What Is Discrimination?
At its root, discrimination is simply the practice of treating a person or group of people unequally based on some distinguishing characteristic—race, gender, or religion, for example. Identifying and addressing workplace discrimination, however, can be more complicated. It has multiple facets, and though federal and state law makes it illegal for an employer to discriminate against someone in any aspect of employment—from hiring and compensation to the use of company facilities—discriminatory practices can be subtle and difficult to recognize. Also, as social mores and values change, discrimination laws have to adapt to the new normal, which can be like hitting a moving target. Much of this happens at the federal level, but many states also go above and beyond the federal government, enacting additional legislation to cover their expanded views of workplace discrimination, further complicating the issue.
Who Is Protected?
Under current federal law, workplace discrimination based on any of the criteria below is illegal in all 50 states:
• Sex (including gender stereotyping, pregnancy, and childbirth)
• National origin
• Age (40 and older)
• Citizenship status
• Genetic information
Massachusetts state law also extends protection from workplace discrimination to cover:
• Disability—physical or mental
• Marital status
• Sexual orientation
• Gender identity
• Military service
• Arrest record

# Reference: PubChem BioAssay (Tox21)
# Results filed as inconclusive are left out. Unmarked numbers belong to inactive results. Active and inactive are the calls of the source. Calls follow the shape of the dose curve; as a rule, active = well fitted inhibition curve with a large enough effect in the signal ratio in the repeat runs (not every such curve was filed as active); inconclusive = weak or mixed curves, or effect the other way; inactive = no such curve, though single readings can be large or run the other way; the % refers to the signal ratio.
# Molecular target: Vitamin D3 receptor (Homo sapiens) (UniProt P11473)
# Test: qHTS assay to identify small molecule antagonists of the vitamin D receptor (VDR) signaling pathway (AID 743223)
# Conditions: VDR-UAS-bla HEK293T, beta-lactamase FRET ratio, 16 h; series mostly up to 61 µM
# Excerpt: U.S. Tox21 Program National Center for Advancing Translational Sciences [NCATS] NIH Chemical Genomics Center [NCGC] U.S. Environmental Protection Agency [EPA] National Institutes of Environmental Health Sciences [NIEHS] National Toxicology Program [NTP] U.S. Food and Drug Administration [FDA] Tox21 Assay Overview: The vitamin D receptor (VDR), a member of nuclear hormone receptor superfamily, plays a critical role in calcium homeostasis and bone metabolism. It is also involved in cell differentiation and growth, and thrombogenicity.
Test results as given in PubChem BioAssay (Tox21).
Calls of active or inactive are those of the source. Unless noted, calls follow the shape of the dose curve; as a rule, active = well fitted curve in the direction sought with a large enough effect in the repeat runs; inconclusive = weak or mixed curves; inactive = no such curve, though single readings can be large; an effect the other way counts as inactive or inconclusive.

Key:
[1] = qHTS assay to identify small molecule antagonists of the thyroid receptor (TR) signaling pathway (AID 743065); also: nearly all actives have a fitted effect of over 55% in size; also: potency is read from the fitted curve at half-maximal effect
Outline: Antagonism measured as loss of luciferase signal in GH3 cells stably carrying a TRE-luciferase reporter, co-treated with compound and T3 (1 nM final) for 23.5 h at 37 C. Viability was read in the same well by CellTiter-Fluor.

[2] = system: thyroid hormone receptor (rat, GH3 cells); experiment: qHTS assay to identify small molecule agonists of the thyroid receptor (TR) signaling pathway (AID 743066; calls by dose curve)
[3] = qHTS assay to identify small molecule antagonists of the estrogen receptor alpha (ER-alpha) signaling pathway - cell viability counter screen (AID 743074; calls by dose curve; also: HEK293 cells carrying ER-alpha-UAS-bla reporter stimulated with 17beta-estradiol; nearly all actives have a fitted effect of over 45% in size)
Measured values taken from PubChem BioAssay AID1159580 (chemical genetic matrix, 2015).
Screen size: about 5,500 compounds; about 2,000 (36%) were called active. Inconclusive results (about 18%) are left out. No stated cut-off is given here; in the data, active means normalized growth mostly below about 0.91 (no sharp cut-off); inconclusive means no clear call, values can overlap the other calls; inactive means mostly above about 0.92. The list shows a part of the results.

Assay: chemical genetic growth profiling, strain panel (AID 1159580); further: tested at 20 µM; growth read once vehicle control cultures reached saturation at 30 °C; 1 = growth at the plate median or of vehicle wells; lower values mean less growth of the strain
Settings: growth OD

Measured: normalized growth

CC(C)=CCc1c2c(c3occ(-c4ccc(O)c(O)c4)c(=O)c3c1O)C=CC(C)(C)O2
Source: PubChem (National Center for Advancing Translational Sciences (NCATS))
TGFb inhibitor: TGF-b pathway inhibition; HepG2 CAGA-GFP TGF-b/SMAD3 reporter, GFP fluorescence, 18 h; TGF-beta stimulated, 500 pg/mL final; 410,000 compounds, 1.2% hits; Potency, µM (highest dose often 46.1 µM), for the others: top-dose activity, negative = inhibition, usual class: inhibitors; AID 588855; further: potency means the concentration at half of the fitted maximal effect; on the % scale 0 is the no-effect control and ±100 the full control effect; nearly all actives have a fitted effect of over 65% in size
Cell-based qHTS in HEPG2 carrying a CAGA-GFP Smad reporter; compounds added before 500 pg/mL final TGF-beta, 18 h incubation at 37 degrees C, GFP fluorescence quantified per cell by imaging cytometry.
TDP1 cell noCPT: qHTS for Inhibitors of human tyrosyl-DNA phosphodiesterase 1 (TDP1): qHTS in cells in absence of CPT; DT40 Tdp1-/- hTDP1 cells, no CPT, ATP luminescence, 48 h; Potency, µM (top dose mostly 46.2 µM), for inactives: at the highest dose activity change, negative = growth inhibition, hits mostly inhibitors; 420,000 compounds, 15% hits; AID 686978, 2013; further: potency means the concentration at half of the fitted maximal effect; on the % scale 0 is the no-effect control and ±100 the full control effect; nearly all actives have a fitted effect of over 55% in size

In essence, this means that anyone who falls into one (or more) of these categories is legally protected from workplace discrimination, and therefore can file a complaint and gain assistance in investigating and resolving a discrimination incident—and pursue legal action, if necessary.
However, proving workplace discrimination can be difficult. In rare cases, an employee will have clear evidence of a discriminatory practice—a “smoking gun” such as a memo, email, text message, or other obvious indication of overt discrimination. More often than not, though, a case for workplace discrimination will be built on indirect evidence—for example, an African-American employee denied a promotion for which s/he was qualified, in favor of another employee who is white. In this case, if the evidence proved that the denial was based on race and not a valid factor like job experience or qualifications, the employer would be guilty of racial discrimination.